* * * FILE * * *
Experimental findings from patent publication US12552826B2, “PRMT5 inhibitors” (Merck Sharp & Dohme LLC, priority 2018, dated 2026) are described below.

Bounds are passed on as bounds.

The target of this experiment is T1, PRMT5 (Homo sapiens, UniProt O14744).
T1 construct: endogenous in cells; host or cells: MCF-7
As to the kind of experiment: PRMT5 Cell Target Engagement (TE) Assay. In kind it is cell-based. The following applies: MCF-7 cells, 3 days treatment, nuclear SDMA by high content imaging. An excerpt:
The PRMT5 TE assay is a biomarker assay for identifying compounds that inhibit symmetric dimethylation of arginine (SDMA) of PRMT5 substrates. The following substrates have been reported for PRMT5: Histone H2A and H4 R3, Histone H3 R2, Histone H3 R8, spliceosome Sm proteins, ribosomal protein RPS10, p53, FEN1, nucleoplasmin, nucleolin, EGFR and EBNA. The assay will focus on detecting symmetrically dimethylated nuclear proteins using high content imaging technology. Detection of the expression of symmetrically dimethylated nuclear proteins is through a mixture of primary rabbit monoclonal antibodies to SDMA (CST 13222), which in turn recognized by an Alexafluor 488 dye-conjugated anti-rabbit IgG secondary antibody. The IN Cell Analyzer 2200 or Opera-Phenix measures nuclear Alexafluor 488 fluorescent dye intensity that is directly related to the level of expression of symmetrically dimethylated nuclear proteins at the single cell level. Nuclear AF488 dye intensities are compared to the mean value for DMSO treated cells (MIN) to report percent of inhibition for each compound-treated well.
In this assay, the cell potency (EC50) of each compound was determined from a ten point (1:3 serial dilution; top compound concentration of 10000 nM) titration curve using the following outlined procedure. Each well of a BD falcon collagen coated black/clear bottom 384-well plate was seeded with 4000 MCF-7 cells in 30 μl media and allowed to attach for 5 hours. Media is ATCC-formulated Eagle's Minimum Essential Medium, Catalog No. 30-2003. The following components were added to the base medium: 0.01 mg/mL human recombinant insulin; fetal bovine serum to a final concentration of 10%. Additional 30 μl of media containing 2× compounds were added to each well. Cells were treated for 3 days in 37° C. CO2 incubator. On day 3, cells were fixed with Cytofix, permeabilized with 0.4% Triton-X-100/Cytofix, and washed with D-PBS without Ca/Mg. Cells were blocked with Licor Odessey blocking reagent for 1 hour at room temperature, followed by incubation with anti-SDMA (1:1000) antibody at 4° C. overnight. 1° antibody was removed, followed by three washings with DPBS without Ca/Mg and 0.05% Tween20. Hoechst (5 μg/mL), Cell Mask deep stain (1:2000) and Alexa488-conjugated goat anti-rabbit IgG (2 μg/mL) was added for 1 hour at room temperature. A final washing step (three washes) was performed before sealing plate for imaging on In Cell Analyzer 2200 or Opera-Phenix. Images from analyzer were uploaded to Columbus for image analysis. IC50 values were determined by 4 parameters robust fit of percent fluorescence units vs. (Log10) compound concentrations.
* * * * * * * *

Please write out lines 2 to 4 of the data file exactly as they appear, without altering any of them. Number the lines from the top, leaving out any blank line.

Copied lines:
Bounds are passed on as bounds.

The target of this experiment is T1, PRMT5 (Homo sapiens, UniProt O14744).
T1 construct: endogenous in cells; host or cells: MCF-7